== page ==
When I send a manuscript out, I break up with it.
Not the dramatic kind of breakup. There are no tears, no threats, no ultimatums.
Just a quiet, amicable separation. I wish it well, I do. I think about it sometimes. I fantasize briefly about getting The Call while doing something humdrum – maybe driving home from work, or waiting at the dentist’s. But that heartfelt can’t-live-another-minute-without-knowing-how-it’s-doing feeling? Nope.
This is a defense mechanism. I’ll own that.
And then, eventually, the manuscript comes back. It knocks on the door, with notes tucked in its pocket.
I cave in. I let it back into my heart.
Me: “Poor little guy. I didn’t send you out with the right stuff, did I? Come in, sit down. I’ll make us some tea and you can tell me all about your pacing problems.”
Manuscript: “And you don’t even want to know what they called your protagonist!”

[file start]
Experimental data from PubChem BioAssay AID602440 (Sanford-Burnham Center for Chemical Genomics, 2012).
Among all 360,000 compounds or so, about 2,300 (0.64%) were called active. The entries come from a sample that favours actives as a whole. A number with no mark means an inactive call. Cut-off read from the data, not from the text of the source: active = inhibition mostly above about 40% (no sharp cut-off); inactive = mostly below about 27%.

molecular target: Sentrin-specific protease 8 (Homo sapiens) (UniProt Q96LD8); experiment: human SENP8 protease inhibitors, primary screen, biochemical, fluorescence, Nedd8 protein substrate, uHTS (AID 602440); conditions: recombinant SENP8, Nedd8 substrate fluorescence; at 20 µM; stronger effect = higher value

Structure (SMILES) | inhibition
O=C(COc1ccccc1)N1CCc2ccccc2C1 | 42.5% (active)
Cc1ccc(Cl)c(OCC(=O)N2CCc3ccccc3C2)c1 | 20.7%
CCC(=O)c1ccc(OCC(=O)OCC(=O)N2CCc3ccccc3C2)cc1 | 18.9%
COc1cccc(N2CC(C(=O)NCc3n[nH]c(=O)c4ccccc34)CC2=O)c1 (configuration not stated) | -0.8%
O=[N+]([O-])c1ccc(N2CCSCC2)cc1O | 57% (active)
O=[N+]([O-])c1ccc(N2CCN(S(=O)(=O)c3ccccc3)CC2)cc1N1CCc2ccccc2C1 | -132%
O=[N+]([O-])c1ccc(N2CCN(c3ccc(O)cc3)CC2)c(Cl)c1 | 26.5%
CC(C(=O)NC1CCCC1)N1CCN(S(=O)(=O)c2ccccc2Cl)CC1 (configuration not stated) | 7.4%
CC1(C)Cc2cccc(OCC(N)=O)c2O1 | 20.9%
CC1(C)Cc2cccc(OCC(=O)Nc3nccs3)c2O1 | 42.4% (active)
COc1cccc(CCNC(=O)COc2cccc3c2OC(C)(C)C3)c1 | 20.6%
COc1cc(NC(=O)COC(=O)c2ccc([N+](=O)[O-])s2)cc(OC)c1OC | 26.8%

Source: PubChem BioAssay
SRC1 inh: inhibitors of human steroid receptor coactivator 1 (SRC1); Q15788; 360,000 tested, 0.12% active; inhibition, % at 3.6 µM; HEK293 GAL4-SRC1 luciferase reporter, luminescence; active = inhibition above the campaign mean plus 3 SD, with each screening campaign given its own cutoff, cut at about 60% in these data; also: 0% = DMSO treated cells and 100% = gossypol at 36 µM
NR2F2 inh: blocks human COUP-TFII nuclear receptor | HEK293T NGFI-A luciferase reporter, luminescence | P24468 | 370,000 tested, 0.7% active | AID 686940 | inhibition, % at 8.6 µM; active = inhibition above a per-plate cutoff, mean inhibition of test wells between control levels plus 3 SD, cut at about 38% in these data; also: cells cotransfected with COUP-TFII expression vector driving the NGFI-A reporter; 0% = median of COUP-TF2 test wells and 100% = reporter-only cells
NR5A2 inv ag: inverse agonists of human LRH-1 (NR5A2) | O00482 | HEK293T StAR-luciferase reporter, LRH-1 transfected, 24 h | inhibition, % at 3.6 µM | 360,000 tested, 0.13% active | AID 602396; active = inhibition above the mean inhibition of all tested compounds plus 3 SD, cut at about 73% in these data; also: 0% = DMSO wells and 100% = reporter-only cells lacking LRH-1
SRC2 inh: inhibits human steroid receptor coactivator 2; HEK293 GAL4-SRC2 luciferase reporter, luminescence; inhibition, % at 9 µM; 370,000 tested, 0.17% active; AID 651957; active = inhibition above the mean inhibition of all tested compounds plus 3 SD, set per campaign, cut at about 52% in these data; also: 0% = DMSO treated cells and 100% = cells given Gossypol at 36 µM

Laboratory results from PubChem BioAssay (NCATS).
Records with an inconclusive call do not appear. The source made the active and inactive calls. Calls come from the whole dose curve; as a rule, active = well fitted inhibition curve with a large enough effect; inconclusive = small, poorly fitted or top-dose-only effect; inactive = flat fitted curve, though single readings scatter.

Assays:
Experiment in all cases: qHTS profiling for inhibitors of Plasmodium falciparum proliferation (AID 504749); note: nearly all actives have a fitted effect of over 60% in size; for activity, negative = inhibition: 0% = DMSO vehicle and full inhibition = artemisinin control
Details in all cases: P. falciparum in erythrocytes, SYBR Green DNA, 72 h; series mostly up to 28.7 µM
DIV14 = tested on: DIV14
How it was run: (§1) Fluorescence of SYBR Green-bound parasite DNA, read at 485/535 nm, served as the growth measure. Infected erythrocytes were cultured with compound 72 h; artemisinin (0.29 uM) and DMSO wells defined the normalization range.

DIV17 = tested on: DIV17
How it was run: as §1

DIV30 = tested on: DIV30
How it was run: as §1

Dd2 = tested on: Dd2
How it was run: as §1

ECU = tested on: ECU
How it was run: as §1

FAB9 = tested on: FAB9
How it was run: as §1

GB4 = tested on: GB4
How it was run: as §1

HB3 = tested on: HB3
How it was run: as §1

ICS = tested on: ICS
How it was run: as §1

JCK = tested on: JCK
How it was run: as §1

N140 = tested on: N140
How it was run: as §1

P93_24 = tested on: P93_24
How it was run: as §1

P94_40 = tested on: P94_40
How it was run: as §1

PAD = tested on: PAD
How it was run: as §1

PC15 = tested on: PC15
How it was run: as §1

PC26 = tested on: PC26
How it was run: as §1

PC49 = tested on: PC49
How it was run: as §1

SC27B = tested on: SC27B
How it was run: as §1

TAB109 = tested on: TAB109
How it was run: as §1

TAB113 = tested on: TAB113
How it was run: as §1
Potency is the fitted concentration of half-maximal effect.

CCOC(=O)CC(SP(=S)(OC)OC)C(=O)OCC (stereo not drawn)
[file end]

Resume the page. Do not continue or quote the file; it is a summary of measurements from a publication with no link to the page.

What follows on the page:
We work it all out. We fall in love again. There’s that needy-grabby-this-story-is-mine feeling again.
Then we drive each other nuts.
Me: “Maybe chapter 12 should actually be chapter 3.”
Manuscript (mutters): “I’m going to reinsert every “just” you took out tonight. Every. Single. One. While you sleep.”
And I send it back out again. I wish it well. I do. It’s not the manuscript, it’s me.
And it comes back. I throw the door open wide, and boot the other stories to their rooms. For now.
Me: “I’m sorry I called you a “work”. That wasn’t very emotionally available of me, was it?”
Manuscript (snuffles): “You used the word “project” when you thought I wasn’t listening.”
And then we work on it some more, and drive each other nuts some more. And then I send it to the agent’s (metaphorical) house and let it bother her for a while.
And so it goes.